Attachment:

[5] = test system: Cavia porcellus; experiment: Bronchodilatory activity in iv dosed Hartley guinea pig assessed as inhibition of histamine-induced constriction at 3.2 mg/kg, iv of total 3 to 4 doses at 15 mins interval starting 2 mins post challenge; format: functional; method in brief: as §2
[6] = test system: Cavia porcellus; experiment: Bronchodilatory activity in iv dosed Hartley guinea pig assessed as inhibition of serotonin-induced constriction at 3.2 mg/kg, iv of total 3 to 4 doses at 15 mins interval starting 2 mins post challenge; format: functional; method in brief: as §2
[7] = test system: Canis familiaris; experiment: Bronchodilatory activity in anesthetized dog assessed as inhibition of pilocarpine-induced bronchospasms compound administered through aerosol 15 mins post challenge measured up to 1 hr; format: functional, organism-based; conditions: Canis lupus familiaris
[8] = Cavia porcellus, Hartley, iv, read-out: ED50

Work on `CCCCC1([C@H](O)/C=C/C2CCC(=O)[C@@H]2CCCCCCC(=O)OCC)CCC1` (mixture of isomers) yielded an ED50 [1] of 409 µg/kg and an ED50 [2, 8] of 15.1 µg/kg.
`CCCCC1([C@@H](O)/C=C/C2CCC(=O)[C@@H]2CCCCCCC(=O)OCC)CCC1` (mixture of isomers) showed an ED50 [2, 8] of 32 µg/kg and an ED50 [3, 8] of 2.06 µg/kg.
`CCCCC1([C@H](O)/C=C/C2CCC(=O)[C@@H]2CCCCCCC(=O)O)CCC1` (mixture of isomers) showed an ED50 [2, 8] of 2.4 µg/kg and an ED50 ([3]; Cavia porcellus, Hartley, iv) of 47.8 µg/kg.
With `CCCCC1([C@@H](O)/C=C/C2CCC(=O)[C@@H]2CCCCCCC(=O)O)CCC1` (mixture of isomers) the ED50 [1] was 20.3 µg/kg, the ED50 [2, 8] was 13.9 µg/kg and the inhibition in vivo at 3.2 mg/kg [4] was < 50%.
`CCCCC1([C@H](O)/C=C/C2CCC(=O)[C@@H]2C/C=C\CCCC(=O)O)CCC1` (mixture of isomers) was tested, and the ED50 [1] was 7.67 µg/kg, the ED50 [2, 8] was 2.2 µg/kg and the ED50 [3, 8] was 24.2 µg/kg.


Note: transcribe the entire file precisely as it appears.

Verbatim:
[5] = test system: Cavia porcellus; experiment: Bronchodilatory activity in iv dosed Hartley guinea pig assessed as inhibition of histamine-induced constriction at 3.2 mg/kg, iv of total 3 to 4 doses at 15 mins interval starting 2 mins post challenge; format: functional; method in brief: as §2
[6] = test system: Cavia porcellus; experiment: Bronchodilatory activity in iv dosed Hartley guinea pig assessed as inhibition of serotonin-induced constriction at 3.2 mg/kg, iv of total 3 to 4 doses at 15 mins interval starting 2 mins post challenge; format: functional; method in brief: as §2
[7] = test system: Canis familiaris; experiment: Bronchodilatory activity in anesthetized dog assessed as inhibition of pilocarpine-induced bronchospasms compound administered through aerosol 15 mins post challenge measured up to 1 hr; format: functional, organism-based; conditions: Canis lupus familiaris
[8] = Cavia porcellus, Hartley, iv, read-out: ED50

Work on `CCCCC1([C@H](O)/C=C/C2CCC(=O)[C@@H]2CCCCCCC(=O)OCC)CCC1` (mixture of isomers) yielded an ED50 [1] of 409 µg/kg and an ED50 [2, 8] of 15.1 µg/kg.
`CCCCC1([C@@H](O)/C=C/C2CCC(=O)[C@@H]2CCCCCCC(=O)OCC)CCC1` (mixture of isomers) showed an ED50 [2, 8] of 32 µg/kg and an ED50 [3, 8] of 2.06 µg/kg.
`CCCCC1([C@H](O)/C=C/C2CCC(=O)[C@@H]2CCCCCCC(=O)O)CCC1` (mixture of isomers) showed an ED50 [2, 8] of 2.4 µg/kg and an ED50 ([3]; Cavia porcellus, Hartley, iv) of 47.8 µg/kg.
With `CCCCC1([C@@H](O)/C=C/C2CCC(=O)[C@@H]2CCCCCCC(=O)O)CCC1` (mixture of isomers) the ED50 [1] was 20.3 µg/kg, the ED50 [2, 8] was 13.9 µg/kg and the inhibition in vivo at 3.2 mg/kg [4] was < 50%.
`CCCCC1([C@H](O)/C=C/C2CCC(=O)[C@@H]2C/C=C\CCCC(=O)O)CCC1` (mixture of isomers) was tested, and the ED50 [1] was 7.67 µg/kg, the ED50 [2, 8] was 2.2 µg/kg and the ED50 [3, 8] was 24.2 µg/kg.